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Curr Med Chem. 2010;17(25):2746-63.

Involvement of cytosolic phospholipase A(2), calcium independent phospholipase A(2) and plasmalogen selective phospholipase A(2) in neurodegenerative and neuropsychiatric conditions.

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  • 1Department of Anatomy, National University of Singapore, Singapore.


Enzymes belonging to the PLA(2) superfamily catalyze the hydrolysis of unsaturated fatty acids from the sn-2 position of glycerol moiety of neural membrane phospholipids. The PLA(2) superfamily is classified into cytosolic PLA(2) (cPLA(2)), calcium-independent PLA(2) (iPLA(2)), plasmalogen-selective PLA(2) (PlsEtn-PLA(2)) and secretory PLA(2) (sPLA(2)). PLA(2) paralogs/splice variants/isozymes are part of a complex signal transduction network that maintains cross-talk among excitatory amino acid and dopamine receptors through the generation of second messengers. Individual paralogs, splice variants and multiple forms of PLA(2) may have unique enzymatic properties, tissue and subcellular localizations and role in various physiological and pathological situations, hence tight regulation of all PLA(2) isoforms is essential for normal brain function. Quantitative RT-PCR analyses show significantly higher relative level of expression of iPLA(2) than cPLA(2) in all regions of the rat brain. Upregulation of the cPLA(2) family is involved in degradation of neural membrane phospholipids and generation of arachidonic acid-derived lipid metabolites that have been implicated in nociception, neuroinflammation, oxidative stress and neurodegeneration. In contrast, studies using a selective iPLA(2) inhibitor, bromoenol lactone, or antisense oligonucleotide indicate that iPLA(2) is an important "housekeeping" enzyme under basal conditions, whose activity is required for the prevention of vacuous chewing movements, a rodent model for tardive dyskinesia, and deficits in the prepulse inhibition of the auditory startle reflex, a common finding in schizophrenia. These studies support the view that PLA(2) activity may not only play a crucial role in neurodegeneration but depending on the isoform, could also be essential in prevention of neuropsychiatric diseases. The findings could open new doors for understanding and treatment of neurodegenerative and neuropsychiatric diseases.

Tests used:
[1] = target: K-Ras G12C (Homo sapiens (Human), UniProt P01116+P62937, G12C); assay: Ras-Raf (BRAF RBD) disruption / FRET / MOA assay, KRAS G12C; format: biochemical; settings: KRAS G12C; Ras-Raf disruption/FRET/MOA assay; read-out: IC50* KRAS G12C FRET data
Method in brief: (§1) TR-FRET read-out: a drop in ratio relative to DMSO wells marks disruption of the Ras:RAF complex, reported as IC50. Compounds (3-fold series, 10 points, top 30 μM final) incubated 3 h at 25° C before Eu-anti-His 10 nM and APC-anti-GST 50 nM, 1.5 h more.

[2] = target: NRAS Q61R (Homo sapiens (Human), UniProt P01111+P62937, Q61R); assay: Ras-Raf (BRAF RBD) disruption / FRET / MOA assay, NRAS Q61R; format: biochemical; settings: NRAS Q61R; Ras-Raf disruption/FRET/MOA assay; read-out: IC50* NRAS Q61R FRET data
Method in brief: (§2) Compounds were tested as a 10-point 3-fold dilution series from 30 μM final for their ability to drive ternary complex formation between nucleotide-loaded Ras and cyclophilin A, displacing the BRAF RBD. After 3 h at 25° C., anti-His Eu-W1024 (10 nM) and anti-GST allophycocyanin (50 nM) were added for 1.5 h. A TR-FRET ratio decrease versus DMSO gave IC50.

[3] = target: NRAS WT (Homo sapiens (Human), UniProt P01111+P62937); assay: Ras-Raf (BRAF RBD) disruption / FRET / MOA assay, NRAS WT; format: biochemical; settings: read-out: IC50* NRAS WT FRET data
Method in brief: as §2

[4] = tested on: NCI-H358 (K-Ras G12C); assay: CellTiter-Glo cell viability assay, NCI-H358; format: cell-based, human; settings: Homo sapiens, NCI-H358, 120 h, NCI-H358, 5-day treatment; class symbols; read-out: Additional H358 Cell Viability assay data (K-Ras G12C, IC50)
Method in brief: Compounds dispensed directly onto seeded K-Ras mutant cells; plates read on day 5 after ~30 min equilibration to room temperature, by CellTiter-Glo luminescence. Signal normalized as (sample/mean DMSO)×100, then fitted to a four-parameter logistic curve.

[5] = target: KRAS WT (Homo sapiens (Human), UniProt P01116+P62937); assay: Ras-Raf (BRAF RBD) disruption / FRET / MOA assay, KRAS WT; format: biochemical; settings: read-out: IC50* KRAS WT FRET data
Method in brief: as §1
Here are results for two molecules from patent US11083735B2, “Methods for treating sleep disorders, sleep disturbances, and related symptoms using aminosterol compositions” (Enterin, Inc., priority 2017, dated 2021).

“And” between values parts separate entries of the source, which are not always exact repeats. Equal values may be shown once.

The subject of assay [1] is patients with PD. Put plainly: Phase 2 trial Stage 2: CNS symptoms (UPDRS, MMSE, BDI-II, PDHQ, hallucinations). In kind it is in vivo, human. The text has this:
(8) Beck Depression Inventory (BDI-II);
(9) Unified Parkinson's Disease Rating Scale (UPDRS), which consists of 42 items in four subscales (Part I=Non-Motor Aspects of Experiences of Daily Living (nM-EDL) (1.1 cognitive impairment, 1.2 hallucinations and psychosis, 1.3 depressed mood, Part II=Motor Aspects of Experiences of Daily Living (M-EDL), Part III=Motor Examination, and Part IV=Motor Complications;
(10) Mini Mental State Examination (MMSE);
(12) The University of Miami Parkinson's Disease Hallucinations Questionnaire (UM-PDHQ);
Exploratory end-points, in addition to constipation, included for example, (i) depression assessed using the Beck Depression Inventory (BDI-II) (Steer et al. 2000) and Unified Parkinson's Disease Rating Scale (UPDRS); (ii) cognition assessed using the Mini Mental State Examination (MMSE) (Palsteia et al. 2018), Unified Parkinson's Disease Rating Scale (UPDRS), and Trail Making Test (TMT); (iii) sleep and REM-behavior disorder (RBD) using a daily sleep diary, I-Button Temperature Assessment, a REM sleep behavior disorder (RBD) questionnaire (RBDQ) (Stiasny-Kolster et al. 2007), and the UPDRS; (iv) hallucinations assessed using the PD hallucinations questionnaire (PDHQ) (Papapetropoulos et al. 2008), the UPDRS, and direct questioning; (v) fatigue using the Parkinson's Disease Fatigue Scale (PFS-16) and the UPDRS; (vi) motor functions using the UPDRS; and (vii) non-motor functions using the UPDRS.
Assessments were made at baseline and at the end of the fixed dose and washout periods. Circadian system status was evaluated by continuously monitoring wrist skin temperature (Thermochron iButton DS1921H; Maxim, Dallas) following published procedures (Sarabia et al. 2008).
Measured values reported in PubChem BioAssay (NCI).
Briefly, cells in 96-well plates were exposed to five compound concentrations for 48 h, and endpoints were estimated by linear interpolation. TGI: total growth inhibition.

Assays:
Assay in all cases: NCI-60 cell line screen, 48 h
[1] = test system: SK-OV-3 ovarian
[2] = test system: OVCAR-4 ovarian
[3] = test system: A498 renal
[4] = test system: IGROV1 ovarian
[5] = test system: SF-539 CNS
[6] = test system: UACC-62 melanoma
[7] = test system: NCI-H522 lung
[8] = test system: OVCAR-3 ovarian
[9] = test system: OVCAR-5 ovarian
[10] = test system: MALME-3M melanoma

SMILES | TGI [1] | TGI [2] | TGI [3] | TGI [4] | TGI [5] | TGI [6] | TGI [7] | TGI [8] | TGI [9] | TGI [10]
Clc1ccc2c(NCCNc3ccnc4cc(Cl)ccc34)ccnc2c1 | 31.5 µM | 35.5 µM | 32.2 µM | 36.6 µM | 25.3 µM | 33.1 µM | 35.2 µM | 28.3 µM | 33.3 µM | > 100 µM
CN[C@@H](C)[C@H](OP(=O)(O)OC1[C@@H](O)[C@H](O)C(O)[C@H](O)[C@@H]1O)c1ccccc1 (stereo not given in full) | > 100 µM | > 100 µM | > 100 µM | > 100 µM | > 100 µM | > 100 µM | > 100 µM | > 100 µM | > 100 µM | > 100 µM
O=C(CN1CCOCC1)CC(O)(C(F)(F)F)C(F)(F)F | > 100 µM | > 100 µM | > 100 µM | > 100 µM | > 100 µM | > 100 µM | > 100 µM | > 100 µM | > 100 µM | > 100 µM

[PubMed - indexed for MEDLINE]
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